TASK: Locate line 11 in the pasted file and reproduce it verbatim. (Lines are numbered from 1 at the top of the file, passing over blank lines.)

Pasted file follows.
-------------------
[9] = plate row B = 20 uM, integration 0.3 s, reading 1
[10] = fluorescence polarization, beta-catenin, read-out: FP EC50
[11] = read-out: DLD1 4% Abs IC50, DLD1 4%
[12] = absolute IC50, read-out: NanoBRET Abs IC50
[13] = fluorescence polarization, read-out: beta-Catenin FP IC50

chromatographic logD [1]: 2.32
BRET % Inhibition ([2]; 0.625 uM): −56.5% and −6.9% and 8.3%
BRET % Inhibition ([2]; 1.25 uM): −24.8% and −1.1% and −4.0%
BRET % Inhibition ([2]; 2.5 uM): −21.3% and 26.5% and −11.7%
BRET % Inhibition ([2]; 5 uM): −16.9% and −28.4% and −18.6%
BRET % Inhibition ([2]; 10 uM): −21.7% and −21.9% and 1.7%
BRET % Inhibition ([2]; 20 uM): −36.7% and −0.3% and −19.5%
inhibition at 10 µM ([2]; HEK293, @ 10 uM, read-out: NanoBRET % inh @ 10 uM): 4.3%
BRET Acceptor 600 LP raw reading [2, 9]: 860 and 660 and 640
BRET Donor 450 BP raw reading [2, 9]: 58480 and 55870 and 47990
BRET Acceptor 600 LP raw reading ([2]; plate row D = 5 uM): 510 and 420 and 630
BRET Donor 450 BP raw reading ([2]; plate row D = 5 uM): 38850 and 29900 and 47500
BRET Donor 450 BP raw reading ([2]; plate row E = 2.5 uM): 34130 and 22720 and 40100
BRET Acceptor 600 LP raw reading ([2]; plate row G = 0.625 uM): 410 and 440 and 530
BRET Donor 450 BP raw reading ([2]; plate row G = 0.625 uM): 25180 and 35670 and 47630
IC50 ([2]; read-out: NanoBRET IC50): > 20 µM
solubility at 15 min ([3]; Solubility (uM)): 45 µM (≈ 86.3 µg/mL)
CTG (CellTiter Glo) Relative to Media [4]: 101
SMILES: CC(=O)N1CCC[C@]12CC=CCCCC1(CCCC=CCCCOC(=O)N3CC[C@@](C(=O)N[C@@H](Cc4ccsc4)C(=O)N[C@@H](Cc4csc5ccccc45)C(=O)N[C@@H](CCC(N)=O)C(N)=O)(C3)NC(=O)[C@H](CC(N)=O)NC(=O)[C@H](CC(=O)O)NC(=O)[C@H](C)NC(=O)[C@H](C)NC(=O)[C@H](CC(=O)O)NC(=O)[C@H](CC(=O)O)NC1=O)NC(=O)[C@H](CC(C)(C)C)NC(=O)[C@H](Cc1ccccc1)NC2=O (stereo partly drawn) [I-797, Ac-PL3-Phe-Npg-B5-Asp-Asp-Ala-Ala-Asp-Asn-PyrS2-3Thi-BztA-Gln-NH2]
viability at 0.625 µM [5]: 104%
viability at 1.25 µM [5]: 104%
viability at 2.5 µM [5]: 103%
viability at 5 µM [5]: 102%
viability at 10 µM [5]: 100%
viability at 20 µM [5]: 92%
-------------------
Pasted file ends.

BRET % Inhibition ([2]; 10 uM): −21.7% and −21.9% and 1.7%